M decided to paint a lovely landscape painting of a prairie sunrise. He took some time to decide what colour to paint the land, and I talked to him about the way distance and lighting seemingly changes the colours of things. How distant hills look blue, even when we know they are forested in trees. So M eventually settled on the look of fields of golden grain, using the colours of his sky, darkened with a bit of brown. He took time and care with his brush strokes, which created the serene feel of his painting. He showed the colour gradation of the hills, darkening into the distance.
M: Instead of sunset, how about it’s rising up to morning.
I was wondering if I could use masking tape to ah, tape, like a round sort of thing.
Rachel: Do you want it to be the sun?
M: Yah sort of. Like these can be the rays coming up.
We then found a lid for M, which was a much better tool for the job.
M: Like when I did the Yin-Yang symbol? Sure, I’ll pick it! This will do. I’m going to do a tracing… Perfect shape! I’m not sure. I know the rays should be orange, but shouldn’t the sun be yellow or something? …Oh that’s a perfect sun!
H: I don’t like my suns in the middle of my page. I like my suns coming out of the corners sometimes.
M paid wonderful attention to the direction of his brush strokes, and his vision began unfolding for him.
M: Now that looks like what I was thinking about! I’m doing the brightest stuff up at the top, because that’s where the suns always the least effective in the morning.
H: Now what do I need? What’s the lightest colour you have? Just white?
M: I want it to be like a prairie slope, where the suns going on the slope, and where the prairie dogs are and stuff. I have no problem with the background and all, I’m just having a problem with it looking like it’s on a slope.
M ended up using a gradation of tones; lighter to darker, to show depth and used his brush strokes to show the direction of the slope as well.
M: Look at the strokes of the brush, it kind of looks like waves.
H also was getting his desired results with his painting. It was nice to see how far the boys have come in their ability to think of an idea and see it through with focus and determination. Their increasing understanding of paint, and everything that goes with it, is showing itself here in bright, bold fluorescent colours!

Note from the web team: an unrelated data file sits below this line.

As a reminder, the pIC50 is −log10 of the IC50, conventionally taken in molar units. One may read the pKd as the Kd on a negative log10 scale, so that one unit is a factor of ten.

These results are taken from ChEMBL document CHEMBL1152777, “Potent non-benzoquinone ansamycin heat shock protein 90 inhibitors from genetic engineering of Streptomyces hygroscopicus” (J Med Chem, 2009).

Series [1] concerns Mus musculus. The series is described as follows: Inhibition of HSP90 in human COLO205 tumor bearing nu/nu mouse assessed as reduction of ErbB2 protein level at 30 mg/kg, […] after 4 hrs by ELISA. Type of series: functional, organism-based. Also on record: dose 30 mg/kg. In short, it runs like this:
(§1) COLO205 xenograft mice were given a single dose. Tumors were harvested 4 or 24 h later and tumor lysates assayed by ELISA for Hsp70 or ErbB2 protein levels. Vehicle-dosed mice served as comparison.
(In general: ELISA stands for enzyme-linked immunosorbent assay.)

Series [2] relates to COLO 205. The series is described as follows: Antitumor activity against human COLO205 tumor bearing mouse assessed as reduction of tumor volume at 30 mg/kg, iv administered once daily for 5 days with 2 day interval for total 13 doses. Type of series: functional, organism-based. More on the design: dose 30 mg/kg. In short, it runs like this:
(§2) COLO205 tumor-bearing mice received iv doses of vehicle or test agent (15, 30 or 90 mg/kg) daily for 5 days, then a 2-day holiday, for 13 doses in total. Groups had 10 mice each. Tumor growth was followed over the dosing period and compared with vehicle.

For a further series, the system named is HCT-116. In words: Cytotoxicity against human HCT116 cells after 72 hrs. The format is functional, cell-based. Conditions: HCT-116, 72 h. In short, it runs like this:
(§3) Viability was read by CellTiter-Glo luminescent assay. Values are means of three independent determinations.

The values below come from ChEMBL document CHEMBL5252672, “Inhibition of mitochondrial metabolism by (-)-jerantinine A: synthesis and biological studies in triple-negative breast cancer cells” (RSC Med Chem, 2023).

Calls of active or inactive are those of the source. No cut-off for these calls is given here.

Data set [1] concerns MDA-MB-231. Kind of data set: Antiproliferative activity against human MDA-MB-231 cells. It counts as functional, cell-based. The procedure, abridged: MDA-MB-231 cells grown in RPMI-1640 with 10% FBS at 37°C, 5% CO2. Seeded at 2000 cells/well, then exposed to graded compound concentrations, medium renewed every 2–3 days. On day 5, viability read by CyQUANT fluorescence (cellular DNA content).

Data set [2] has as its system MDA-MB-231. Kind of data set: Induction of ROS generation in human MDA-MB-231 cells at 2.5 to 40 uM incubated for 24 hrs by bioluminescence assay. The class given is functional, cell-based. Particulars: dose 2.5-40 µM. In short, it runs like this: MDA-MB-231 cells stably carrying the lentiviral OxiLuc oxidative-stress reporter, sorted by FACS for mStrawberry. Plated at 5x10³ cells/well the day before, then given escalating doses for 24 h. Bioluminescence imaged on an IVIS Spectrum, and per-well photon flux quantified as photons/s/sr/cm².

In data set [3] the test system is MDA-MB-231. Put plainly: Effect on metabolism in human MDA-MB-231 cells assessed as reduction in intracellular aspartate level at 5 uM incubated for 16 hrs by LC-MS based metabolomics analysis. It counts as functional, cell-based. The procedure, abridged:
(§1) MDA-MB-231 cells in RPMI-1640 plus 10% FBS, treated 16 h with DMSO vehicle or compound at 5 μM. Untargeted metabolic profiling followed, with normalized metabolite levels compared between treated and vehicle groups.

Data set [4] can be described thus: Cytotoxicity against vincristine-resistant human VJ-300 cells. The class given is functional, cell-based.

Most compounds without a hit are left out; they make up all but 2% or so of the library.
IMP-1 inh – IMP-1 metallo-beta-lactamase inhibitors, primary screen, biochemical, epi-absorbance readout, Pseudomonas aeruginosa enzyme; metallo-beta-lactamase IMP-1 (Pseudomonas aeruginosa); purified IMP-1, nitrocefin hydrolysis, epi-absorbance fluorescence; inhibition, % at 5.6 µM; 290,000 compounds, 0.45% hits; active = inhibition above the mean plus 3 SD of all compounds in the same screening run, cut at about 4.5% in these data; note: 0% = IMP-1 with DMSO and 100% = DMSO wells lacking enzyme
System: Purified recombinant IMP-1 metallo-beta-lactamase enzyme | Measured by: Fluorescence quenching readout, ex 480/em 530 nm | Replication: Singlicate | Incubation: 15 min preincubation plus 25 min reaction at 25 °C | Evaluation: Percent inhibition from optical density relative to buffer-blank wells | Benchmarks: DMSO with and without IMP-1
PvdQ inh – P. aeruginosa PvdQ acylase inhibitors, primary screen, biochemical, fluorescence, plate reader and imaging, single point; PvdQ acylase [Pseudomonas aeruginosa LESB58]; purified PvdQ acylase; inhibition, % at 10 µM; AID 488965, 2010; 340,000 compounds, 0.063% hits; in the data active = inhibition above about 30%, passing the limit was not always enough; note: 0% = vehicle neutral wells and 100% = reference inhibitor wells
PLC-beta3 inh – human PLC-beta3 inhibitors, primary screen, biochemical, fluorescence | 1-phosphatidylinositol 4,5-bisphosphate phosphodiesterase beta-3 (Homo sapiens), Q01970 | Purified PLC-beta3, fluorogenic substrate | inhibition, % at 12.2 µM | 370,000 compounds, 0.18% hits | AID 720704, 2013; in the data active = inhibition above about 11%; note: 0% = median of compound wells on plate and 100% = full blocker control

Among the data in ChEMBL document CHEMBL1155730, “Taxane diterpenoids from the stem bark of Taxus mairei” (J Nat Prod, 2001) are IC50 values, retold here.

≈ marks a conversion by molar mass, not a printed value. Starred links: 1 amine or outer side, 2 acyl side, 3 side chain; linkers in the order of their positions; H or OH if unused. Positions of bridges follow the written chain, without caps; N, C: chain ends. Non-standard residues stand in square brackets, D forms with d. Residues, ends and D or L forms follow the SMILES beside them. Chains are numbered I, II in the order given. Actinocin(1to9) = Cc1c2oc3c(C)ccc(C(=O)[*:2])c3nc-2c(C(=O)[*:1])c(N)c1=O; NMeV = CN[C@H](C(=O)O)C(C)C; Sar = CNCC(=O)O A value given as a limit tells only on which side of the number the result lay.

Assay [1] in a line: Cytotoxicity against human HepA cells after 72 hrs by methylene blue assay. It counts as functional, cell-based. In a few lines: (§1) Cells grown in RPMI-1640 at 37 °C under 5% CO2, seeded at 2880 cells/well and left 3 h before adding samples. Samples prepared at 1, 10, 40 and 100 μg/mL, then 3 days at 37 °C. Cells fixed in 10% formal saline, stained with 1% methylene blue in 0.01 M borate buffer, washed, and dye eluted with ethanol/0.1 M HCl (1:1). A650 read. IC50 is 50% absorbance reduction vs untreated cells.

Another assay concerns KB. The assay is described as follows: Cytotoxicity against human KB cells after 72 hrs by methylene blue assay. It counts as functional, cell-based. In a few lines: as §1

H added many shades of green to achieve a sense of depth in his swamp. He even added bits of red into the green foliage to create the look of shadows in the greens. M did darker shades at the bottom of his painting, and lighter as he got higher.
H: Now that looks like hills, M.
They revisited their paintings a few weeks later, and used palette knives to create different textures. M added a beautiful amount of depth with his second layer of paint. He played, explored, and experimented with blending using the knife.
H added thick paint to his swamp logs to create the illusion of bark, and added further depth to his swamp with more layers of paint. He played with the new painting tool, and found some new application techniques along the way.
H: I found something else you can do with the knife. Suction painting!
H was a little more resistant to changing his original, and didn’t make as many changes as M. But the important thing was that he thought about it, and made a few changes to add impact to his art. It shows that his is growing in his sense of the value in refinement, I think. The willingness to re-visit and make alterations is a courageous stepping-stone towards becoming an artist.
I got M to stand back and look at his painting from a distance, calling on him to look objectively and critically about what is working and what isn’t. He
Rachel: I really like how this red spot matches the colour of the sun.
M: It kind of looks like a hill. Because those colours come creeping in with the sunlight. I think it needs a bit more white though. This part here doesn’t look that good.
We talked about the texture of the knife, and how I liked that you could semi-blend colours with it, and M found the blending to be just the effect he was aiming for.
M: What I see is that, there, because I focused all that brown, I see it very gradually going up into light.